to collect the funds, how to manage the funds (this relates to governance
and institutional arrangements), and how to associate the collected
funds with Parties’ obligations.
said that there are three tracks of funding sources: (1) Mandatory contributions
from Annex I Parties (this must be above and additional to ODA and the
level of contribution could be between 0.5-1% of GNP) which must be
measurable, reportable and verifiable to ensure adequacy and predictability;
(2) voluntary contributions by non-Annex I Parties; (3) the market,
by extending the scope of the Clean Development Mechanism (CDM).
South Africa stressed that finance,
technology and capacity building are all critical means of implementation,
and a coherent architecture should address them all. On public finance,
it stressed the importance of assessed contribution towards fulfilling
commitments of Annex I Parties to provide new and additional funds,
and that it was critical that this was under the COP. Commitments by
Annex 1 Parties can only be considered measurable, reportable and verifiable
if they are under the guidance and authority of the COP.
China stressed that the transfer of
financial resources is the responsibility of the developed countries,
and the resources should be “new and additional”. New financial and
technology transfer mechanisms should be an important part of the future
technology mechanism should include an executive board to develop strategies,
policies and an action plan. An effective technology mechanism and a
technology fund to support the technology transfer to developing countries
to ensure its affordability is essential. It should also cover costs
of technology diffusion in developing countries, joint research and
development for future technologies, and costs of capacity building
said that developed countries should show their political will to overcome
barriers to technology transfer such as intellectual property rights
and other policy constraints.
is a huge financing gap to implement the Convention, it said. In China,
for example, 2,000 billion RMB will be needed to meet its own targets
on renewable energies. It said that for the financial mechanism, a board
under the COP should be established, to support different activities
and actions, including mitigation, adaptation, technology transfer,
capacity building and so on.
financial mechanism must have a transparent governance system and a
reliable trustee. It emphasized that establishment of funds should follow
the principle of common but differentiated responsibilities, and the
funds should come from the public sector, and from developed countries.
They should be new and additional to ODA, sufficient, expandable, and
Argentina said that non-Annex I countries
could adopt sustainable development policies and measures to contribute
towards mitigation and adaptation. There needs to be full cost support
for capacity building to create the enabling environment, and full incremental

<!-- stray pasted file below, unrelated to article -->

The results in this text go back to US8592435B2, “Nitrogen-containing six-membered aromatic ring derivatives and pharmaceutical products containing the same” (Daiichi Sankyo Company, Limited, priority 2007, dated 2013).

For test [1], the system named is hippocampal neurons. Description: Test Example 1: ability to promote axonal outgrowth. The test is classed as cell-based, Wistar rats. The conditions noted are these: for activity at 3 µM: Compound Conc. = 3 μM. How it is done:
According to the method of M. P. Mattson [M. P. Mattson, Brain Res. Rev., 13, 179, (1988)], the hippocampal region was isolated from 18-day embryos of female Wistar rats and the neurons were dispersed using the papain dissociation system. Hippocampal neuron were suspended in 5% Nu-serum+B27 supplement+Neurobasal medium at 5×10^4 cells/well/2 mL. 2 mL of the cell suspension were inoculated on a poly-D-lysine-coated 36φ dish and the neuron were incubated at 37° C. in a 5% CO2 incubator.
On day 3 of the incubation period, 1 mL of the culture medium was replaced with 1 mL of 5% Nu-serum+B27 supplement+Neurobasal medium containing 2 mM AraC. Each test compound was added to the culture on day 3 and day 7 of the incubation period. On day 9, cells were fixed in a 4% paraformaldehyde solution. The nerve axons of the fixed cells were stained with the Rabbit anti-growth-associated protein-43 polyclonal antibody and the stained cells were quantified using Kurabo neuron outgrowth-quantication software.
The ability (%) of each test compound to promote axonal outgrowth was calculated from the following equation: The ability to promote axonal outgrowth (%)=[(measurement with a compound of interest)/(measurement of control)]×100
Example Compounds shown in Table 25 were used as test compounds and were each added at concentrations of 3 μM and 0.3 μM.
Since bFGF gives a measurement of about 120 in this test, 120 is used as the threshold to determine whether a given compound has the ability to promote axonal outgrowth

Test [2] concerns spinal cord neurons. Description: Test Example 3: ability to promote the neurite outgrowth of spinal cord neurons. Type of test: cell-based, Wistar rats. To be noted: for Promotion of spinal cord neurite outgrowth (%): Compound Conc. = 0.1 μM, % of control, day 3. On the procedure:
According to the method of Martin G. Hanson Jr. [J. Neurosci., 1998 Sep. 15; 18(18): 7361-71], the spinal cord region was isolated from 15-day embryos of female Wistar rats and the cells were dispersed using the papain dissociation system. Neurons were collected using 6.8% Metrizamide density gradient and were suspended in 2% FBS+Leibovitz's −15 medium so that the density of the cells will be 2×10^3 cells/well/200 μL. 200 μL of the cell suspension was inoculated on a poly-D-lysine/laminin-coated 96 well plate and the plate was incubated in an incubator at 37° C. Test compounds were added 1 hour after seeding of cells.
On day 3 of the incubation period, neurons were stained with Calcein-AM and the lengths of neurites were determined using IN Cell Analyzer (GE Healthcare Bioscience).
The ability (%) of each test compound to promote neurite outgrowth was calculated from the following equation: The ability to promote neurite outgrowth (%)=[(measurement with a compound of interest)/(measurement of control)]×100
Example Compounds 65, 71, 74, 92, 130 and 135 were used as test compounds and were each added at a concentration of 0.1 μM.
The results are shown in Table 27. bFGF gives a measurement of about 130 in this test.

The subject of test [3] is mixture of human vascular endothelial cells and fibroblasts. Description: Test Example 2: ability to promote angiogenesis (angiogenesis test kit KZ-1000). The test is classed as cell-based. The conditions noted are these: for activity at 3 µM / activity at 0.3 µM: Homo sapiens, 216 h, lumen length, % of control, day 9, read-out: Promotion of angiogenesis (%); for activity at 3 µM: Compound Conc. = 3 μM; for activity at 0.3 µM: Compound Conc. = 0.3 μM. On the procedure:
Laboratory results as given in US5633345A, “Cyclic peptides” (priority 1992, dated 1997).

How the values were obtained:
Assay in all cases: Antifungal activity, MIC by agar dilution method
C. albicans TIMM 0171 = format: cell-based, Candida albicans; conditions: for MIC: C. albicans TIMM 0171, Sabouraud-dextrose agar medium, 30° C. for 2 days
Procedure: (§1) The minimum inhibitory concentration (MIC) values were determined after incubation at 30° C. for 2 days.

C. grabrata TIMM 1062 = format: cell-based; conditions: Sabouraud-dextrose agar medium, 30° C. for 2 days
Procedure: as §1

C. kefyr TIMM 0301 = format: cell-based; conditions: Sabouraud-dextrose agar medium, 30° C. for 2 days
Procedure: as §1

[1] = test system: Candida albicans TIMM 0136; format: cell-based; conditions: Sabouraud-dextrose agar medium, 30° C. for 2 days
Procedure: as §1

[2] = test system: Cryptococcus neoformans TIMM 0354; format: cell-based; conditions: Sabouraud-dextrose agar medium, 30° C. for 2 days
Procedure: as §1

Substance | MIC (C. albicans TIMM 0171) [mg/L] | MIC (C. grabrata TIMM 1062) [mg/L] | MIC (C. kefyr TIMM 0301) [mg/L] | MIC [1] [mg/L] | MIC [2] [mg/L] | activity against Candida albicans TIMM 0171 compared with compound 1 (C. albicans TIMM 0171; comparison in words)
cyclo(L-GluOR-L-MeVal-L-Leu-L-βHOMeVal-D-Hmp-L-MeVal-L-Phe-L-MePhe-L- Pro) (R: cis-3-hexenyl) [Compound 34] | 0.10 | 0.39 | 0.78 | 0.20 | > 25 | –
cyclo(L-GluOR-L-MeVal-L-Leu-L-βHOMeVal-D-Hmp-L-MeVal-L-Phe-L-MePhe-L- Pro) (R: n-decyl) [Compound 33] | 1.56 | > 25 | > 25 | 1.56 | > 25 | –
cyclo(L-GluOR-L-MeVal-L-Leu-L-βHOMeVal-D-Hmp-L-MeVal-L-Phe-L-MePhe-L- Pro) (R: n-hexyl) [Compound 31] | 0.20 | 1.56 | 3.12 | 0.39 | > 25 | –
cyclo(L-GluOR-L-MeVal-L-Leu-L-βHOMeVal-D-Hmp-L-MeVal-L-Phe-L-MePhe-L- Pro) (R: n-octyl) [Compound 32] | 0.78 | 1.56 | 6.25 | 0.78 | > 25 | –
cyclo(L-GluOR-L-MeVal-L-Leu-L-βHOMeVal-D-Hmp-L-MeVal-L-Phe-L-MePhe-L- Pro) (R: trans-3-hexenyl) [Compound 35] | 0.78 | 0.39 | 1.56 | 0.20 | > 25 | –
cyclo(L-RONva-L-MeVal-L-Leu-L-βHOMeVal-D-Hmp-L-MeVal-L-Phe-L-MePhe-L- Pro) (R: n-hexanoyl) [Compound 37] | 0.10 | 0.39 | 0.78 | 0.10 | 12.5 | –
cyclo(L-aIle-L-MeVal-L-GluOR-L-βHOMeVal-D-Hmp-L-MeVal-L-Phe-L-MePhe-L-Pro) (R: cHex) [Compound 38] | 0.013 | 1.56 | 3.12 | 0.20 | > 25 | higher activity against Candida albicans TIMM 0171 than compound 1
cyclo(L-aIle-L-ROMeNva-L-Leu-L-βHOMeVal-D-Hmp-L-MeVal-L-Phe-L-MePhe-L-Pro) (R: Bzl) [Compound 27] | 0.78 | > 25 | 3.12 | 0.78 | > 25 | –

cost support for the commercialization of new and emerging technologies,
joint technology development and the acquisition of low emissions technology.
It stressed that the work of the Experts Group on Technology Transfer
(EGTT) can make an important contribution.
United States stated that we are in
a different world from 1990, when the financial architecture of the
Convention was first negotiated. Major economies and non-Annex I countries
have a level of technological capacity far greater than 20 years ago.
It also asked what national governments can be reasonably expected to
do with their own policies and measures, and at what point beyond that
does it become reasonable for other countries to share in that effort.
fully supported the G77 and China’s proposal
on financing and stressed that predictability, stability, transparency,
efficiency, and participation of all in the governance structure is
further on the financing proposal of the G77 and China. It said
that finance and technology transfer are lacking in implementation.
The most prominent problem is the multiple levels of governance, and
institutions that deal with financing as a donor/donee relationship,
whereas financing by developed countries is a legally binding commitment
under the Convention.
questioned the governance of the trustee of the existing operating entity
of the financial mechanism. (The Global Environment Facility is currently
the only operating entity of the financial mechanism under the Convention.
It is also the trustee). Currently, the implementation is handled by
implementing and executing agencies, all of them under different systems
of governance, guidance and authority, and this involves administrative
costs. Direct access to financing is necessary and possible, as ultimately,
it is the countries that implement these projects. It stressed the importance
of a country-driven exercise and that is not tied to loans, or otherwise
used as “bait”.
said that the Paris Declaration is a non-legally binding declaration
of principles, and it is being used as conditionalities for climate
change implementation projects. In the Philippines,
two renewable energy projects have been held up because of this.
“incremental costs”, it said that the Montreal Protocol’s Multilateral
Fund examined this concept and how to implement it in practice. “Agreed
full costs” in the Convention has never been really met, and neither
agreed full incremental cost.
said that it is very important to have less administrative costs. Every
layer of governance is associated with increased costs. There should